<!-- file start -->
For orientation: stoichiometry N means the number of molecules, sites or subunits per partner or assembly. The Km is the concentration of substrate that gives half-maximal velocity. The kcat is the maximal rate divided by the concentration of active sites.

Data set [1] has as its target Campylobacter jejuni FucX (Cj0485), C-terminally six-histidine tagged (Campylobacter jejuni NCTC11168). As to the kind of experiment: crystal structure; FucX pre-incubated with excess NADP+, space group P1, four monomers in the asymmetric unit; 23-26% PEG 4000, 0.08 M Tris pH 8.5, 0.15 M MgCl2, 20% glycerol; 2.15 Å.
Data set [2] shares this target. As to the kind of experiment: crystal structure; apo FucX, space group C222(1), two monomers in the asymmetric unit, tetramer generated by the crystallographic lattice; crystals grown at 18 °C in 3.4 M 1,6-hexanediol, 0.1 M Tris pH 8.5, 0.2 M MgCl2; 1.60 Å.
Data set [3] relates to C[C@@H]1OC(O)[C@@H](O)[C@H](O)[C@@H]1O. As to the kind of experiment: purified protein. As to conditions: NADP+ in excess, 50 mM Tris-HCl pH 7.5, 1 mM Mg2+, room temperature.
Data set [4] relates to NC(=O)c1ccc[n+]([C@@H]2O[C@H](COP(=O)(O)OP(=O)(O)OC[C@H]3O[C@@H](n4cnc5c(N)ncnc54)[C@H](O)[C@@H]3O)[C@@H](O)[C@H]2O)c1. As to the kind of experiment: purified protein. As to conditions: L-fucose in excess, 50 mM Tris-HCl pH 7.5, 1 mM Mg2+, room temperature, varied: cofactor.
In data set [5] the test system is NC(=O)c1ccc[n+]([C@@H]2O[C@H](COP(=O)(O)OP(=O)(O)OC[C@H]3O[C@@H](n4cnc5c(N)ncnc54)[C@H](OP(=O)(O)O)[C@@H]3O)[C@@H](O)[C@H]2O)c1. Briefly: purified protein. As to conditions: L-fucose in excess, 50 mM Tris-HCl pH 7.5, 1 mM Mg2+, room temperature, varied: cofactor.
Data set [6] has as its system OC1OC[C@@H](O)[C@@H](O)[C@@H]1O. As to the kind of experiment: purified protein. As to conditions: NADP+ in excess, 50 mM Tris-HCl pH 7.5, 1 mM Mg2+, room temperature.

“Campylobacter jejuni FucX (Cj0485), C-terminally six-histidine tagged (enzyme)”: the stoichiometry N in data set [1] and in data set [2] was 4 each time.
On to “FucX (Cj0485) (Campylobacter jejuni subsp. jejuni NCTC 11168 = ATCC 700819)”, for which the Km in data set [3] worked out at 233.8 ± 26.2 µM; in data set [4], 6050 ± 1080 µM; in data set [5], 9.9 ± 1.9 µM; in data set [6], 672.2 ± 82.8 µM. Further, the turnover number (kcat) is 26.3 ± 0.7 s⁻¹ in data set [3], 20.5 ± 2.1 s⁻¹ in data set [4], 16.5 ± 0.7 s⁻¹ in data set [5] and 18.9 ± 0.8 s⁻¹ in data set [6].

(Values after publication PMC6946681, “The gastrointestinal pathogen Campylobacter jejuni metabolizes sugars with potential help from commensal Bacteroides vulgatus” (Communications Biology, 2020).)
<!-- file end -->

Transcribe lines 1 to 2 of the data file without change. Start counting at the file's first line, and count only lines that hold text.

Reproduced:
For orientation: stoichiometry N means the number of molecules, sites or subunits per partner or assembly. The Km is the concentration of substrate that gives half-maximal velocity. The kcat is the maximal rate divided by the concentration of active sites.

Data set [1] has as its target Campylobacter jejuni FucX (Cj0485), C-terminally six-histidine tagged (Campylobacter jejuni NCTC11168). As to the kind of experiment: crystal structure; FucX pre-incubated with excess NADP+, space group P1, four monomers in the asymmetric unit; 23-26% PEG 4000, 0.08 M Tris pH 8.5, 0.15 M MgCl2, 20% glycerol; 2.15 Å.